A few cars down, AC/DC had been replaced by Bon Jovi in the tape deck.

Ed and the others came back, laughing over something probably silly.

"Whoa! Look who's here!" Ed sounded pleased.

"No hugging," Brian heard Missy protest, and the sound of Wade and Dave laughing.

"I wasn't going to touch," Ed said, sounding mock-hurt. "I was just tryin' to shoo that angel away that was flyin' around your head."

Missy laughed.

In the car, Brian grinned. People mean everything.

Annabelle came back, carrying her beer. She leaned up against the pillar of the door, careful to keep herself off of the exterior paint. "What do you guys have planned? Missy and I have a pizza, if you all want to share."

Brian shrugged, smiling at her. "Not a damn thing. Sit here, drink a beer or two, listen to some tunes. Maybe eat some pizza." He laughed, and so did she.

"No cruising tonight?"

Brian shrugged. "Maybe later. Maybe not. Sometimes it's nice just to sit."

The girl looked at him a little strangely. "You're really mellow tonight. You have a few hits off of Ed's bong?"

"Nuh uh. Just the way I'm feeling, I guess."

She nodded. "I see." She looked up into the sky. "Pretty night."

Brian laughed. "I was just thinking kinda the same thing."

Out along the road, the streetlights lit, followed soon by the shopping center's tall parking lot lights. The sun settled further, giving the sky behind the trees a rose color that sent wavy tendrils into the darkening sky overhead. Crickets could be heard in the woods to the rear of the shopping center, a soft, underlying summer chorus unable to be totally submerged in the sounds of traffic going by.

Brian sighed. "I love these kind of evenings. Especially this time of the evening."

Annabelle smiled. "Me, too. It feels like everything is kind of stopped for a few minutes, just so we can enjoy it."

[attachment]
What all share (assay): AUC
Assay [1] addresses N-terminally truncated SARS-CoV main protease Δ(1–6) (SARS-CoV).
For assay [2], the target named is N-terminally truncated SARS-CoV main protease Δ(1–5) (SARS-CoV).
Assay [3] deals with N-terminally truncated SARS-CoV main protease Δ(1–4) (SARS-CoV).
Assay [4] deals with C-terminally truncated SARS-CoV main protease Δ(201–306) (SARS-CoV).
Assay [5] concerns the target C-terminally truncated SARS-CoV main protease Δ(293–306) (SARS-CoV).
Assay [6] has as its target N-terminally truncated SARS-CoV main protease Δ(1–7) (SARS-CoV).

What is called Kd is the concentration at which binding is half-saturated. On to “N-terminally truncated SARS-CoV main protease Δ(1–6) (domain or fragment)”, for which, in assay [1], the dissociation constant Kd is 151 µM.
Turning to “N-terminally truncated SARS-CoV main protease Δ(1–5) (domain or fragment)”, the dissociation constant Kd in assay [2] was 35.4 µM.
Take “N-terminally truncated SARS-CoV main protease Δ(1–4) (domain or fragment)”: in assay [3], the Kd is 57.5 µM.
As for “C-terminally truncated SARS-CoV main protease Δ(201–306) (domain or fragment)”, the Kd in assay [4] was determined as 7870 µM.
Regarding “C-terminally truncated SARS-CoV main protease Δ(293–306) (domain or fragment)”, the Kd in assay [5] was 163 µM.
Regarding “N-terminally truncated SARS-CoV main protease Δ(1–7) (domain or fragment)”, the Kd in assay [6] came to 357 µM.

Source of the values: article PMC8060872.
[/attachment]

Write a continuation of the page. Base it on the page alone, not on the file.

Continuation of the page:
Brian just nodded.

In the distance, he heard the sound of engines. He sat up straighter, turned to look at the road.

Just stopping at the traffic light at the intersection was Tim's green GTX. Behind it was Jeff's Camaro.

Brian indicated to Annabelle that he wanted to get out, and she took a few steps back. "What's up?"

"Company coming," Brian said, grinning. He took another swig off his beer, looked for Ed. "Hey, guys! They're here."

He looked at Annabelle. "You coming?"

"Where are we going?"

Brian grinned, took her by the forearm, closed the door of the Bee, and walked her around to the back of the car. "Right here. So they can see us."


"You'll see."

The light changed and the cars moved out with the briefest of complaints from their tires.

Ed and the others came around to stand beside them, and they all watched as the two Kennedy cars entered the parking lot. Tim knew where they would be - he'd been here before. He turned the GTX their way, and the Camaro followed.

"Bad sons-a-bitches, both of them," Wade said, admiringly. "Pretty as shit, aren't they?"

There was a general nod of agreement, even from the two girls.

The two visitors drew up to them, revved their engines a couple of times, and shutdown.

The door of the GTX opened, and Tim got out, beer-in-hand, grinning. "Hey, y'all. What's up?"

He came over, patted Brian on the shoulder, mock-swung at Ed, pointed at the other guys. "See the whole gang is here."

Brian squeezed Annabelle's arm, smiled at her. "Be right back."

He circled the GTX, went up to the Camaro's side window, leaned down. "Hi."

Jeff looked out at him, and Brian knew him well enough now to see the nerves in his expression.

"Hi. I'm here."

"Uh huh. You have to get out of the car, though."

Jeff smiled. "Aw, do I gotta?"

Brian laughed. "Yup. Come on."

Jeff licked his lips. "I'm nervous as shit."

Brian looked over his shoulder. Everyone was talking to Tim; no one was watching them.

He dropped a hand inside the car, shielded by his body, found Jeff's hand, gripped it reassuringly. "Just be yourself. You already know how much I love that guy. I think the others are going to like him, too."

Jeff smiled, squeezed his hand, let go, found the door handle. Brian stepped back as the door opened.

Jeff got out, took a deep breath, shut the door.

Brian felt a small thrill. This might just work. "Want a beer?"

Jeff nodded slowly. "Sure."

Brian headed for the trunk of the Bee; Jeff followed. Wade and Dave looked up, grinned, waved. Brian smiled back.